ˆ ˆ
hierarchy.
                                            A region in extreme northwest Iran, it
                                            borders on Iraq and Turkey. The chief
¤ayn (Arabic: eye)                          city is Tabrız. In ancient times, it was
                                                         ˆ
The evil eye. The superstition of the       ruled by the Medes, and was incorpo-
“evil eye” predates Islam. Abu Hur-
                               ˆ            rated into the Persian empire. Zoroaster
ayrah is attributed with the statement      is said to have been born in this region.
37                                                                           al-Azhar

Conquered by the Arabs in 18/639, it          Soviet Union. The state at present has
remained a Persian-speaking area, with        no religious parties and professes reli-
a reported seventy languages or dialects      gious freedom and tolerance.
spoken. In the sixth/eleventh and
seventh/twelfth centuries, it was domi-
                                              al-Azhar
nated by the Saljuq Turks. At the end
                    ˆ
of the ninth/fifteenth century, the Safa-      A mosque-university built by the Fati-
                                                                                   ˆ
vid dynasty arose in this area before˙                                               ˙
                                              mids in al-Qahirah (Cairo) in the
                                                               ˆ
ruling over the rest of Iran. The result of   fourth/tenth century as a center of
the Safavid rise to power was the             Isma¤ılı Shı¤ı learning and missionary
                                                  ˆ ˆ ˆ    ˆˆ
     ˙
increasing domination of Shı¤ı Islam.
                                ˆˆ            training. Salah ad-Dın changed its orien-
                                                           ˆ      ˆ
When the Russians captured the north-                        ˙ ˆ
                                              tation to˙ Sunnı in the sixth/twelfth
ern portion in 1323/1905 with the aid of      century. It is one of the preeminent
the British, it was estimated to be nearly    places in the Islamic world to study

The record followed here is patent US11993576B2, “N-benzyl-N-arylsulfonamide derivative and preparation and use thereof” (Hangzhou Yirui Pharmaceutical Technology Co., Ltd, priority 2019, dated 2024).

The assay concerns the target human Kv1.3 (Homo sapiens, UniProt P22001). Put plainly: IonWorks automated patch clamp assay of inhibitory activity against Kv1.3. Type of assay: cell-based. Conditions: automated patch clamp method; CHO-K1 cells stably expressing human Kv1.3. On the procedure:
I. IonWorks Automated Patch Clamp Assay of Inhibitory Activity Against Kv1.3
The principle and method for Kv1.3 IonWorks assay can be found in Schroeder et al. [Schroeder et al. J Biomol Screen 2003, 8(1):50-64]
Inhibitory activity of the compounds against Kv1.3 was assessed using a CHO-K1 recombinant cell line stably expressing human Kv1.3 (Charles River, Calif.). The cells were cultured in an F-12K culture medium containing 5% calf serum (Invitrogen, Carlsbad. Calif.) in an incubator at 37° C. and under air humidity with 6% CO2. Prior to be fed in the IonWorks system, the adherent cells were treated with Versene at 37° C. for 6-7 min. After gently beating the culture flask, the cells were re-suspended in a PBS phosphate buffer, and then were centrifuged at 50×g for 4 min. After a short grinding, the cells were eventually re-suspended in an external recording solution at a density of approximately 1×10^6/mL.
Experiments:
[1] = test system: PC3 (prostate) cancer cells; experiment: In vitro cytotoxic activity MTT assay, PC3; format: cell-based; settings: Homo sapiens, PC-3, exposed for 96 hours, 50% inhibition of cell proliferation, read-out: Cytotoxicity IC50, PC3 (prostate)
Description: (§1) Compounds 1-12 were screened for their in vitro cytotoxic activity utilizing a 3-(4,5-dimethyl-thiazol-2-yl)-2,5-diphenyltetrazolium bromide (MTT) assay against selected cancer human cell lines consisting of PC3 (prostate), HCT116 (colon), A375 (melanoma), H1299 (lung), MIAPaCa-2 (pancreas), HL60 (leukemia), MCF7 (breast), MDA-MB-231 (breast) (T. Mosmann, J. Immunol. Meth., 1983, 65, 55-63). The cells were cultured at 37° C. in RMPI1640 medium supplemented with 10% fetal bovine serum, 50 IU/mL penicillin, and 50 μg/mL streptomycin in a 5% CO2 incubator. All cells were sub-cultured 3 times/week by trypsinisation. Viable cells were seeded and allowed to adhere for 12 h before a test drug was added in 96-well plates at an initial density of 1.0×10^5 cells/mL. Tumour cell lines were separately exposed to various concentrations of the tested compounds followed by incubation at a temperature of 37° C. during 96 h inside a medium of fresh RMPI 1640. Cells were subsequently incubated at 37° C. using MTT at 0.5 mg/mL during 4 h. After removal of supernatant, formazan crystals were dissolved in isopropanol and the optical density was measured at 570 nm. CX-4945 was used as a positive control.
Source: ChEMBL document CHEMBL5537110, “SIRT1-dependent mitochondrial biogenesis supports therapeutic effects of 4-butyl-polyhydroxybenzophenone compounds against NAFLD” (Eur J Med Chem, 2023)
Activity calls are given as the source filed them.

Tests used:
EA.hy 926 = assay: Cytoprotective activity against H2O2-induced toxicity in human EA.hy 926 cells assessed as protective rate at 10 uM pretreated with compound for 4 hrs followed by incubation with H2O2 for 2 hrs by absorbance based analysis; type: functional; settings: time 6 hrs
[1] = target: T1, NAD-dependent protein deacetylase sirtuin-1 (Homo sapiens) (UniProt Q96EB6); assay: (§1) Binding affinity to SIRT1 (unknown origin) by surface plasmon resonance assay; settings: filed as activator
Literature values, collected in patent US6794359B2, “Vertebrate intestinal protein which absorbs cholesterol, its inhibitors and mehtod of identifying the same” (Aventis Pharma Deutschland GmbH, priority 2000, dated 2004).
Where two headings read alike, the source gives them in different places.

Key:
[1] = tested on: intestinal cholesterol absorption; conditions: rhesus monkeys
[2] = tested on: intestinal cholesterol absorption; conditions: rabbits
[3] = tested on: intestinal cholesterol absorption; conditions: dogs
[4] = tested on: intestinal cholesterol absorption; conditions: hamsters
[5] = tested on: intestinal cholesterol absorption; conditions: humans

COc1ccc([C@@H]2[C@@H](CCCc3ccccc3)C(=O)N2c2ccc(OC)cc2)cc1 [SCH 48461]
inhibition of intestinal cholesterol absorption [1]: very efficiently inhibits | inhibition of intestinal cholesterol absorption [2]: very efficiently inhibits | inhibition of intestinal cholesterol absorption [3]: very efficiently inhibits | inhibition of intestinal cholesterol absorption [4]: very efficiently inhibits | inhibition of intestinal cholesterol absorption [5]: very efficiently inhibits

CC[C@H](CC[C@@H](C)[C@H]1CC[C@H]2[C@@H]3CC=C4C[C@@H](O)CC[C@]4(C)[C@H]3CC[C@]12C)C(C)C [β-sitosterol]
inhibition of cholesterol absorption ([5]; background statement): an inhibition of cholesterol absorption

eighty percent Shı¤ı. Persian control was
                   ˆˆ                         Qur'a n, Islamic jurisprudence and
                                                    ˆ
restored in 1340/1921, but lost again to      related subjects, and statements by its
the Soviet Union at the beginning of          faculty carry worldwide authority
World War II. It became independent in        among Muslims.
1412/1991 with the collapse of the
                                           B

 ˆ
Ba b (Arabic: gate, door)                       home to many Isma¤ılı Shı¤ı. Its capital
                                                                ˆ ˆ ˆ   ˆˆ
Among the Sufı, this refers to the
                   ˆ ˆ                          is Kharogh.
                                                     ˆ ˆ
                ˙
shaykh through whom one enters into
inner wisdom; among the Shı¤ı, the Bab
                                  ˆˆ     ˆ      badal (Arabic: substitute)
is the senior disciple of the imam. With
                                     ˆ          According to some Sufı doctrines, the
                                                                       ˆ ˆ
        ˆ
the Imam in ghaybah, he is the gate to                               ˙
                                                world is preserved by a fixed number of
the Hidden Ima m. The title was
                       ˆ                        “saints” and, when one dies, another is
assumed by the reformist Sayyid ¤Alı        ˆ   sent as a substitute to maintain the
Muhammad Shırazı (1235/1819–1266/
                    ˆ ˆ ˆ                       number.
     ˙
1850). His prediction of the imminent
arrival of the Hidden Imam caused ˆ
                                                Badr
social unrest and his execution, and led
to the creation of the Babı movement,
                              ˆ ˆ               The battle of Badr, southwest of Madı-   ˆ
which was a forerunner of the Baha'ı     ˆ ˆ    nah, was the first major conflict
faith. Among the Nizarı Isma¤ılı Shı¤ı,
                          ˆ ˆ      ˆ ˆ ˆ ˆˆ     between Muhammad and his suppor-
                                                               ˙